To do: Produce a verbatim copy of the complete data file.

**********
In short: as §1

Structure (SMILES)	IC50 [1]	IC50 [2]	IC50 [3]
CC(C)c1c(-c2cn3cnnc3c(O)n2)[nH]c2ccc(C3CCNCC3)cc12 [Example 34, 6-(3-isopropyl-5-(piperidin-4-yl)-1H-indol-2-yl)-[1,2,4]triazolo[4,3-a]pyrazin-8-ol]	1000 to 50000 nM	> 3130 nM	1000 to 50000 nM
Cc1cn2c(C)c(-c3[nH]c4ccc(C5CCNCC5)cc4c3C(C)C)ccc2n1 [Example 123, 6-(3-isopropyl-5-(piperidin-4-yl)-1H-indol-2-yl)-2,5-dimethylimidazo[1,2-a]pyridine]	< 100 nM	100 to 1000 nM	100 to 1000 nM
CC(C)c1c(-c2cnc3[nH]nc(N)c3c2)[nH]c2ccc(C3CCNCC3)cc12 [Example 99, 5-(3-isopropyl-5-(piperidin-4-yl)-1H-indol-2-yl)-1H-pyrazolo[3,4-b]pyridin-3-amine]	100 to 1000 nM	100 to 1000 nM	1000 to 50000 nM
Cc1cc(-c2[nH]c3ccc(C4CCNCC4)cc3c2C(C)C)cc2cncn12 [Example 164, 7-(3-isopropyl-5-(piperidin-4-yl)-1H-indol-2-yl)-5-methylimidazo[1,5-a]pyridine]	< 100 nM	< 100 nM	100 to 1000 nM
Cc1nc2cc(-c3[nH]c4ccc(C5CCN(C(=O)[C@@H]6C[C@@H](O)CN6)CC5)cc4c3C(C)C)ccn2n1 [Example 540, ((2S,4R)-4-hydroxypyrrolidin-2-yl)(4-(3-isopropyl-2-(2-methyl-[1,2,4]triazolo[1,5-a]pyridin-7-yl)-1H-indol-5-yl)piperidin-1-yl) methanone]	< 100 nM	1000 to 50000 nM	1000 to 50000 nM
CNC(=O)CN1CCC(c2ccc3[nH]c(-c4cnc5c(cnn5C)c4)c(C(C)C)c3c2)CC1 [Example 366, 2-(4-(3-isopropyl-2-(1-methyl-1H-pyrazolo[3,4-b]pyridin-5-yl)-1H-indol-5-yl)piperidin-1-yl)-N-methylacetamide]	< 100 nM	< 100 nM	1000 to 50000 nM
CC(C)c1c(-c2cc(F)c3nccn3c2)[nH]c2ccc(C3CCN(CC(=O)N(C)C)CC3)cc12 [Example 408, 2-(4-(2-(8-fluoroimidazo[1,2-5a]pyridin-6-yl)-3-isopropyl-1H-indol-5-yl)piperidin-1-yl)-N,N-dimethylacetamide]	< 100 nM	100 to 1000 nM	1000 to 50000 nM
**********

In short: as §1

Structure (SMILES)	IC50 [1]	IC50 [2]	IC50 [3]
CC(C)c1c(-c2cn3cnnc3c(O)n2)[nH]c2ccc(C3CCNCC3)cc12 [Example 34, 6-(3-isopropyl-5-(piperidin-4-yl)-1H-indol-2-yl)-[1,2,4]triazolo[4,3-a]pyrazin-8-ol]	1000 to 50000 nM	> 3130 nM	1000 to 50000 nM
Cc1cn2c(C)c(-c3[nH]c4ccc(C5CCNCC5)cc4c3C(C)C)ccc2n1 [Example 123, 6-(3-isopropyl-5-(piperidin-4-yl)-1H-indol-2-yl)-2,5-dimethylimidazo[1,2-a]pyridine]	< 100 nM	100 to 1000 nM	100 to 1000 nM
CC(C)c1c(-c2cnc3[nH]nc(N)c3c2)[nH]c2ccc(C3CCNCC3)cc12 [Example 99, 5-(3-isopropyl-5-(piperidin-4-yl)-1H-indol-2-yl)-1H-pyrazolo[3,4-b]pyridin-3-amine]	100 to 1000 nM	100 to 1000 nM	1000 to 50000 nM
Cc1cc(-c2[nH]c3ccc(C4CCNCC4)cc3c2C(C)C)cc2cncn12 [Example 164, 7-(3-isopropyl-5-(piperidin-4-yl)-1H-indol-2-yl)-5-methylimidazo[1,5-a]pyridine]	< 100 nM	< 100 nM	100 to 1000 nM
Cc1nc2cc(-c3[nH]c4ccc(C5CCN(C(=O)[C@@H]6C[C@@H](O)CN6)CC5)cc4c3C(C)C)ccn2n1 [Example 540, ((2S,4R)-4-hydroxypyrrolidin-2-yl)(4-(3-isopropyl-2-(2-methyl-[1,2,4]triazolo[1,5-a]pyridin-7-yl)-1H-indol-5-yl)piperidin-1-yl) methanone]	< 100 nM	1000 to 50000 nM	1000 to 50000 nM
CNC(=O)CN1CCC(c2ccc3[nH]c(-c4cnc5c(cnn5C)c4)c(C(C)C)c3c2)CC1 [Example 366, 2-(4-(3-isopropyl-2-(1-methyl-1H-pyrazolo[3,4-b]pyridin-5-yl)-1H-indol-5-yl)piperidin-1-yl)-N-methylacetamide]	< 100 nM	< 100 nM	1000 to 50000 nM
CC(C)c1c(-c2cc(F)c3nccn3c2)[nH]c2ccc(C3CCN(CC(=O)N(C)C)CC3)cc12 [Example 408, 2-(4-(2-(8-fluoroimidazo[1,2-5a]pyridin-6-yl)-3-isopropyl-1H-indol-5-yl)piperidin-1-yl)-N,N-dimethylacetamide]	< 100 nM	100 to 1000 nM	1000 to 50000 nM